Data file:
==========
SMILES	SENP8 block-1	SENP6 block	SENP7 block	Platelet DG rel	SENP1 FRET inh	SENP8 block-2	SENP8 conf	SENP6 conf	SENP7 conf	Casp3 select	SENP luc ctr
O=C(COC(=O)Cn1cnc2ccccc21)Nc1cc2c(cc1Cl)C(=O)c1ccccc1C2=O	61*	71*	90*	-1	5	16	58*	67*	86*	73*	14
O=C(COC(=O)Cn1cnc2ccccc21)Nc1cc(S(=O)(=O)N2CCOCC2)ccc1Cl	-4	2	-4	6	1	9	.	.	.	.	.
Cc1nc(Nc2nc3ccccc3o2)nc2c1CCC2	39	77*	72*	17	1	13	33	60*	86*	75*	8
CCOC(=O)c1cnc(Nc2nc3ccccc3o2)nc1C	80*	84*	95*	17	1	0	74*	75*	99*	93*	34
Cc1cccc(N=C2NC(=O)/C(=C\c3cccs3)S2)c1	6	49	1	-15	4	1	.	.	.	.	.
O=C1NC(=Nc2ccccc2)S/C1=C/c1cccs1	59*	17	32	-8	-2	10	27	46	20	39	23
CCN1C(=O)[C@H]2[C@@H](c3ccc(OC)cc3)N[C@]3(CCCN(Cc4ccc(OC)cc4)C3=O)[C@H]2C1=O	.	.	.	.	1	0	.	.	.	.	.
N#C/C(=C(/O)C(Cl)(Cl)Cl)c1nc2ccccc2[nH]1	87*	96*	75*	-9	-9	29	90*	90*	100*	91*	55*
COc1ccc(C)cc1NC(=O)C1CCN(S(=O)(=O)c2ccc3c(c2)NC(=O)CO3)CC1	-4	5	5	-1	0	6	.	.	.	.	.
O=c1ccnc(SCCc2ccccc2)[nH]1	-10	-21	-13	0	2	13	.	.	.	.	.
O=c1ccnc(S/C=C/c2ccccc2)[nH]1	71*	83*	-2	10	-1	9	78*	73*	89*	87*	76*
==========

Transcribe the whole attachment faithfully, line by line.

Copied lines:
SMILES	SENP8 block-1	SENP6 block	SENP7 block	Platelet DG rel	SENP1 FRET inh	SENP8 block-2	SENP8 conf	SENP6 conf	SENP7 conf	Casp3 select	SENP luc ctr
O=C(COC(=O)Cn1cnc2ccccc21)Nc1cc2c(cc1Cl)C(=O)c1ccccc1C2=O	61*	71*	90*	-1	5	16	58*	67*	86*	73*	14
O=C(COC(=O)Cn1cnc2ccccc21)Nc1cc(S(=O)(=O)N2CCOCC2)ccc1Cl	-4	2	-4	6	1	9	.	.	.	.	.
Cc1nc(Nc2nc3ccccc3o2)nc2c1CCC2	39	77*	72*	17	1	13	33	60*	86*	75*	8
CCOC(=O)c1cnc(Nc2nc3ccccc3o2)nc1C	80*	84*	95*	17	1	0	74*	75*	99*	93*	34
Cc1cccc(N=C2NC(=O)/C(=C\c3cccs3)S2)c1	6	49	1	-15	4	1	.	.	.	.	.
O=C1NC(=Nc2ccccc2)S/C1=C/c1cccs1	59*	17	32	-8	-2	10	27	46	20	39	23
CCN1C(=O)[C@H]2[C@@H](c3ccc(OC)cc3)N[C@]3(CCCN(Cc4ccc(OC)cc4)C3=O)[C@H]2C1=O	.	.	.	.	1	0	.	.	.	.	.
N#C/C(=C(/O)C(Cl)(Cl)Cl)c1nc2ccccc2[nH]1	87*	96*	75*	-9	-9	29	90*	90*	100*	91*	55*
COc1ccc(C)cc1NC(=O)C1CCN(S(=O)(=O)c2ccc3c(c2)NC(=O)CO3)CC1	-4	5	5	-1	0	6	.	.	.	.	.
O=c1ccnc(SCCc2ccccc2)[nH]1	-10	-21	-13	0	2	13	.	.	.	.	.
O=c1ccnc(S/C=C/c2ccccc2)[nH]1	71*	83*	-2	10	-1	9	78*	73*	89*	87*	76*